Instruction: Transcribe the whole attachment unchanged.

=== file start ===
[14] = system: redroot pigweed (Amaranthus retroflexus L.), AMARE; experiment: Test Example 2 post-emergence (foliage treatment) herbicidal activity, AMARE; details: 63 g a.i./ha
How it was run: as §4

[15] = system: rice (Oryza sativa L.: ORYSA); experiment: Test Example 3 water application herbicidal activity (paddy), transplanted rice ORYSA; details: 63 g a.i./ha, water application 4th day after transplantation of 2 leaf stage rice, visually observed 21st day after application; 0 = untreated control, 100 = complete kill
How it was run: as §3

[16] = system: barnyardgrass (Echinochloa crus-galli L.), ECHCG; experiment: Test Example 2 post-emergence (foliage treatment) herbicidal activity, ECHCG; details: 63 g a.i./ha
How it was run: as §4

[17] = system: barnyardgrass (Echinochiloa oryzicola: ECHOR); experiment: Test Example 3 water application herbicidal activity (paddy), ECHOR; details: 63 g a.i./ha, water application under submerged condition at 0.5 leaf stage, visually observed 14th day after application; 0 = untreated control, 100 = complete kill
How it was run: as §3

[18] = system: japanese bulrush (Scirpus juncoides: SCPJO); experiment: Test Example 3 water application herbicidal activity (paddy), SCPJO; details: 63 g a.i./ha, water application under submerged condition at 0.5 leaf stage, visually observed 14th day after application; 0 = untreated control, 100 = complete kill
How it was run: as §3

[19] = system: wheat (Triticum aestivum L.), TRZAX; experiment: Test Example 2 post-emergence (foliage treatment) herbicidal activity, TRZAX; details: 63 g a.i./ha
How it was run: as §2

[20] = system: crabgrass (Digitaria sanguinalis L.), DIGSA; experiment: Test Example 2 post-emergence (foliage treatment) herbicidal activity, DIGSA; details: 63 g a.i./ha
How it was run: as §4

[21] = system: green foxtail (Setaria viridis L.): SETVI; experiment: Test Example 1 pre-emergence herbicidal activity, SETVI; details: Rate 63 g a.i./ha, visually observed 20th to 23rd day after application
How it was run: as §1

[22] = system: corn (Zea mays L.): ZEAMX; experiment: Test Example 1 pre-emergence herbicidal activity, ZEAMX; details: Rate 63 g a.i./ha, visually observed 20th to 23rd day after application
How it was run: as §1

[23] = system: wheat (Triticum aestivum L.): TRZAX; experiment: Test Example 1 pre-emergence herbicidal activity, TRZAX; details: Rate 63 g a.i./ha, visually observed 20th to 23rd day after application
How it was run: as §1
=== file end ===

[14] = system: redroot pigweed (Amaranthus retroflexus L.), AMARE; experiment: Test Example 2 post-emergence (foliage treatment) herbicidal activity, AMARE; details: 63 g a.i./ha
How it was run: as §4

[15] = system: rice (Oryza sativa L.: ORYSA); experiment: Test Example 3 water application herbicidal activity (paddy), transplanted rice ORYSA; details: 63 g a.i./ha, water application 4th day after transplantation of 2 leaf stage rice, visually observed 21st day after application; 0 = untreated control, 100 = complete kill
How it was run: as §3

[16] = system: barnyardgrass (Echinochloa crus-galli L.), ECHCG; experiment: Test Example 2 post-emergence (foliage treatment) herbicidal activity, ECHCG; details: 63 g a.i./ha
How it was run: as §4

[17] = system: barnyardgrass (Echinochiloa oryzicola: ECHOR); experiment: Test Example 3 water application herbicidal activity (paddy), ECHOR; details: 63 g a.i./ha, water application under submerged condition at 0.5 leaf stage, visually observed 14th day after application; 0 = untreated control, 100 = complete kill
How it was run: as §3

[18] = system: japanese bulrush (Scirpus juncoides: SCPJO); experiment: Test Example 3 water application herbicidal activity (paddy), SCPJO; details: 63 g a.i./ha, water application under submerged condition at 0.5 leaf stage, visually observed 14th day after application; 0 = untreated control, 100 = complete kill
How it was run: as §3

[19] = system: wheat (Triticum aestivum L.), TRZAX; experiment: Test Example 2 post-emergence (foliage treatment) herbicidal activity, TRZAX; details: 63 g a.i./ha
How it was run: as §2

[20] = system: crabgrass (Digitaria sanguinalis L.), DIGSA; experiment: Test Example 2 post-emergence (foliage treatment) herbicidal activity, DIGSA; details: 63 g a.i./ha
How it was run: as §4

[21] = system: green foxtail (Setaria viridis L.): SETVI; experiment: Test Example 1 pre-emergence herbicidal activity, SETVI; details: Rate 63 g a.i./ha, visually observed 20th to 23rd day after application
How it was run: as §1

[22] = system: corn (Zea mays L.): ZEAMX; experiment: Test Example 1 pre-emergence herbicidal activity, ZEAMX; details: Rate 63 g a.i./ha, visually observed 20th to 23rd day after application
How it was run: as §1

[23] = system: wheat (Triticum aestivum L.): TRZAX; experiment: Test Example 1 pre-emergence herbicidal activity, TRZAX; details: Rate 63 g a.i./ha, visually observed 20th to 23rd day after application
How it was run: as §1